Michael Zwaagstra: Canada’s Curriculum Guides Should Focus on Content Knowledge

Alberta has an opportunity to move away from a nebulous, politically correct curricula toward a bold new approach
July 22, 2019 Updated: July 24, 2019

What do students learn in school?

This is one of the most important questions citizens can ask about their country. In Canada, the provinces have constitutional authority over the education system and are responsible for developing curriculum guides for each subject area and each grade level.

With the recent election in Alberta, that province is attracting significant attention on its planned changes to the education system. This discussion began long before Jason Kenney’s United Conservative Party (UCP) was elected. In fact, Alberta’s two previous governments had embarked on wholesale curriculum reviews.

It began with the Inspiring Education initiative that took place during the Alison Redford Progressive Conservative era. In essence, this initiative sought to transform Alberta’s education system from a relatively traditional model with high-performance schools to an untested progressive model focusing on preparing students for “jobs that do not exist” in an “unknowable” future.

The election of Rachel Notley’s NDP accelerated—rather than slowed—the pace of change. Then-education minister David Eggen announced his intent to overhaul the K-12 curriculum in all subject areas. Teachers were to begin piloting the new K-4 curricula by this fall with all high school curricula to be rewritten by 2022. Unfortunately, early drafts of the K-4 curricula revealed a disturbing lack of emphasis on subject-specific content knowledge. For example, the social studies curriculum seemed to focus more on social justice than on Canadian history.

During the recent election campaign, Jason Kenney promised to put the curriculum revisions on hold. In fact, he threatened to shred the whole process because there was too much NDP bias. Although the UCP has not shredded the curriculum, it has put the process on hold. This is a positive first step but much more needs to be done.

Generally, the problem with curriculum guides across the country is they do not prescribe sufficient content knowledge in each subject area. These guides remain vague and leave it to teachers and schools to decide what specific content they would like to cover. This is most obvious in English Language Arts (ELA) where the outcomes are so general that teachers can do almost anything and claim that it is within the curriculum.

ELA curriculum guides would be much more useful if they listed specific books, articles, and poems that all students must read and master at each grade level. In addition, these guides should specify the number and length of essays and papers that students must write, particularly at the high school level. This way, students within Alberta and across the country would acquire a shared base of knowledge.

There are three key reasons why a content-rich curriculum is important.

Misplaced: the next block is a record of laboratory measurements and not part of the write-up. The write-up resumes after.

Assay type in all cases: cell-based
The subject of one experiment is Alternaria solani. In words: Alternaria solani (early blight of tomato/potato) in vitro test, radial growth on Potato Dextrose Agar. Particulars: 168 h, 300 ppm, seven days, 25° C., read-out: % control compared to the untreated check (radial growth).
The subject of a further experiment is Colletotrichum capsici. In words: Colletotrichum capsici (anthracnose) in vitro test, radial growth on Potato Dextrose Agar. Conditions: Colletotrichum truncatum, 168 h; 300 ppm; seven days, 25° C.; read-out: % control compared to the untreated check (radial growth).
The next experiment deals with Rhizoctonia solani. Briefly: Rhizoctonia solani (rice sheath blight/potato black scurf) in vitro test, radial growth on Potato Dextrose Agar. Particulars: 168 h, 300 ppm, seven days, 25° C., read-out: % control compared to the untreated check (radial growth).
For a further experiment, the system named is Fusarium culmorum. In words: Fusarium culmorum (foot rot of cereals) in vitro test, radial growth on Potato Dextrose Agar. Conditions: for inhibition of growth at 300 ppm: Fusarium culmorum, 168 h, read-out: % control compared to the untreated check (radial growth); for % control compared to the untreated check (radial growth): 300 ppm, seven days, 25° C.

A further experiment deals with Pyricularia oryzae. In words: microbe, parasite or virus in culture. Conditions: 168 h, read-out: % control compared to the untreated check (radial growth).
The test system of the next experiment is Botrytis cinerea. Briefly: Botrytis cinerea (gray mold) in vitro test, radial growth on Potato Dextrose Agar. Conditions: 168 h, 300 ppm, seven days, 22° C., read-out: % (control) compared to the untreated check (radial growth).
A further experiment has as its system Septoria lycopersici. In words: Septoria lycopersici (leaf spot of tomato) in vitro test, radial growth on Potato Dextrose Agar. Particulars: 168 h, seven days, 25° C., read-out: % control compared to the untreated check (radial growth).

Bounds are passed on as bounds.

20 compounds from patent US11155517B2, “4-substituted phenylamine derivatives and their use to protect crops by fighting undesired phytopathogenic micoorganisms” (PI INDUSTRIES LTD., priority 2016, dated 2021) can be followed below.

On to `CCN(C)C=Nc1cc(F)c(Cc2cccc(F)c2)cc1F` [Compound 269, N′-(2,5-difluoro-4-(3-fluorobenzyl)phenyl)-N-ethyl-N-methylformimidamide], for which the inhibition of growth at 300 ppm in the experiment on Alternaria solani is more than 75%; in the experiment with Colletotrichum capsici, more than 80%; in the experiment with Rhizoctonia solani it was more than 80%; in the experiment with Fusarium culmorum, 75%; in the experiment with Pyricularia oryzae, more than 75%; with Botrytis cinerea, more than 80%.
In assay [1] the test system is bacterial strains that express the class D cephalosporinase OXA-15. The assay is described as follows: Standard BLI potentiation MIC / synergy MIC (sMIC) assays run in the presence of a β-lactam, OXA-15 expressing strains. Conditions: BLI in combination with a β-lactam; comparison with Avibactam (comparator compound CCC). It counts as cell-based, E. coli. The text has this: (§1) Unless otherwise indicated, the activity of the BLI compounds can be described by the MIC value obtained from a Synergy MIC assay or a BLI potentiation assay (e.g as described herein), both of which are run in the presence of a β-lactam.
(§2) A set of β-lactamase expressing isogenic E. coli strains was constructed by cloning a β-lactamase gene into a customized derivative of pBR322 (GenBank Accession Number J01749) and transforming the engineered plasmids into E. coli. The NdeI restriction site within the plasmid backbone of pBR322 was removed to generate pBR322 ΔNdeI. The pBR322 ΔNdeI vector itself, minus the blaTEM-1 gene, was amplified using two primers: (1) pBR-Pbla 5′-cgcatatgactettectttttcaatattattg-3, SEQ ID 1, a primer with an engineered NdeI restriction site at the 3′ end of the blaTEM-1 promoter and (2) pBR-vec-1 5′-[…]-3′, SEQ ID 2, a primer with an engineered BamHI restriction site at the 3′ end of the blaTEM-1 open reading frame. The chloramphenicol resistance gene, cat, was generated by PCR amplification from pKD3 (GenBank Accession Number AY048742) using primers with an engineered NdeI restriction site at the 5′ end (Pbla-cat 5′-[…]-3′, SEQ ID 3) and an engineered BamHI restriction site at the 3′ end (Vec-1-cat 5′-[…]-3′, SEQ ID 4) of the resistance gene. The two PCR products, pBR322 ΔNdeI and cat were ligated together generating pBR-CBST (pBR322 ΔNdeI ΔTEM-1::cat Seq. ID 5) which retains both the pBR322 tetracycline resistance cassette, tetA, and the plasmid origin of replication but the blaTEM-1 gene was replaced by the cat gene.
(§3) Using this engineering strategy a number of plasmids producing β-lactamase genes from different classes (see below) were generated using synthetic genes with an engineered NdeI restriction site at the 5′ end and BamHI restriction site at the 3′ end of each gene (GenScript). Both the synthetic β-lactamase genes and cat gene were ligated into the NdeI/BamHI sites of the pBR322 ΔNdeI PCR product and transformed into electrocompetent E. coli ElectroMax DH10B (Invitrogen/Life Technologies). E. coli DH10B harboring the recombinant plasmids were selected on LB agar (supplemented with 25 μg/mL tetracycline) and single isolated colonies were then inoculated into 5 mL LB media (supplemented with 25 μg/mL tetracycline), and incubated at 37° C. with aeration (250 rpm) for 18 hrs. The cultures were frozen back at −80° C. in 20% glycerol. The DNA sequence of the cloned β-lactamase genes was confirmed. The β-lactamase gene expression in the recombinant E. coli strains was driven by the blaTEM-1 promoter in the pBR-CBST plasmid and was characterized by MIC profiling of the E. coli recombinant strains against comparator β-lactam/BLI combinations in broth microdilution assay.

First, content knowledge is essential to reading comprehension. Far from being an abstract, transferable skill, reading is closely tied to content knowledge. Only by building up a large body of background knowledge will students be able to read, understand, and engage with challenging texts. There is plenty of research showing that background knowledge about the subject of an article is a better predictor of reading comprehension than a student’s so-called reading level.

Second, critical thinking can only take place in the presence of content knowledge. Students cannot think critically about things they know nothing about. Only by acquiring specific knowledge is it possible to think critically. Like reading, critical thinking is not an abstract skill, but a skill that is heavily dependent on content knowledge.

Third, building up a common knowledge base among all students is a way to reduce the gap between students from advantaged homes and those from disadvantaged homes. Since students from disadvantaged homes often come to school with a serious vocabulary gap, it is incumbent on schools to reduce this gap. Thus, teachers who care about students must endorse a content-rich curriculum.

Fortunately, when it comes to developing a content-rich curriculum, there is no need for Alberta, or any other province, to reinvent the wheel. E. D. Hirsch Jr.’s Core Knowledge Foundation has created content-rich curricula that are used by many schools in the United States. These curriculum guides are simple to use because they dispense with the edu-jargon that dominates most other curriculum guides. As well, these guides prescribe specific knowledge and skills in each subject area and each grade level.

Far from being a “bunch-of-facts” approach to education, as progressive education guru Alfie Kohn calls it, Core Knowledge guides are carefully sequenced so that knowledge learned at one grade level builds on what was learned in the previous grade. This is a welcome reprieve from the “spiral” approach where students learn the same abstract concepts repeatedly.

Alberta has a prime opportunity to move away from nebulous, politically correct curricula toward a bold, new approach built on the best that is known about teaching and learning. Hopefully, the UCP government takes advantage of this opportunity, and perhaps governments in other provinces will follow Alberta’s lead.

Michael Zwaagstra is a public high school teacher and author of the newly released book, “A Sage on the Stage: Common Sense Reflections on Teaching and Learning.”

Views expressed in this article are the opinions of the author and do not necessarily reflect the views of The Epoch Times.